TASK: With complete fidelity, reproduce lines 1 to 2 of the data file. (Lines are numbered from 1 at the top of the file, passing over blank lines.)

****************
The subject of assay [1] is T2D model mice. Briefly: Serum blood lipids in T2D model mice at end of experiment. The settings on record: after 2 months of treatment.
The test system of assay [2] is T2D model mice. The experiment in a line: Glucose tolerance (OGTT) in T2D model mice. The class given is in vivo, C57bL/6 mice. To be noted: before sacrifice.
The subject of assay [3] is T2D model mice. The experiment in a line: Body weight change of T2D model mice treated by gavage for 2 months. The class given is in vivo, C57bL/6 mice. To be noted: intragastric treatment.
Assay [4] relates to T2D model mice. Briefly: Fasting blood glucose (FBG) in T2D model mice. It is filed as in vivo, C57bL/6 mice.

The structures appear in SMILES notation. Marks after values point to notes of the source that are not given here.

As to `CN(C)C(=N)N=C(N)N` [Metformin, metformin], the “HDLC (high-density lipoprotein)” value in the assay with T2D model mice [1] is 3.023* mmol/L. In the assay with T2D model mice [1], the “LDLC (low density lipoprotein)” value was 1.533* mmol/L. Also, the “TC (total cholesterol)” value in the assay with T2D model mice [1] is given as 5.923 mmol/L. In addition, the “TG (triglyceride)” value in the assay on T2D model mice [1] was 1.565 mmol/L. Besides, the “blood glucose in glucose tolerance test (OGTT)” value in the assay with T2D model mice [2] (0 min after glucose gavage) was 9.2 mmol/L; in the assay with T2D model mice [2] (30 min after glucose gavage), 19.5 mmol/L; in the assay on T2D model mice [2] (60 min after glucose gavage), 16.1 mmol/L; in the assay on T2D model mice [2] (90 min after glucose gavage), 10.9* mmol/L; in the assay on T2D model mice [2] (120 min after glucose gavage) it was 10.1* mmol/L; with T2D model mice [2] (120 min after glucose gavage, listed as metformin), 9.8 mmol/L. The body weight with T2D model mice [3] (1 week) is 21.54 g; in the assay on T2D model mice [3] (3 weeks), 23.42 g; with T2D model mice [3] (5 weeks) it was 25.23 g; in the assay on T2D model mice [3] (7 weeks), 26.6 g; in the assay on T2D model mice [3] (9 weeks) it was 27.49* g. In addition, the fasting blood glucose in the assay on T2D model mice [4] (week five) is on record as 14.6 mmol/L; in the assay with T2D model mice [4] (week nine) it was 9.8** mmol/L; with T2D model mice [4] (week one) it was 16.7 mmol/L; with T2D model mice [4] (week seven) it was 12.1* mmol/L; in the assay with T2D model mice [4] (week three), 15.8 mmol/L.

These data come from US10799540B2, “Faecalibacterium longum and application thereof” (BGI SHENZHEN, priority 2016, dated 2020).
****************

The subject of assay [1] is T2D model mice. Briefly: Serum blood lipids in T2D model mice at end of experiment. The settings on record: after 2 months of treatment.
The test system of assay [2] is T2D model mice. The experiment in a line: Glucose tolerance (OGTT) in T2D model mice. The class given is in vivo, C57bL/6 mice. To be noted: before sacrifice.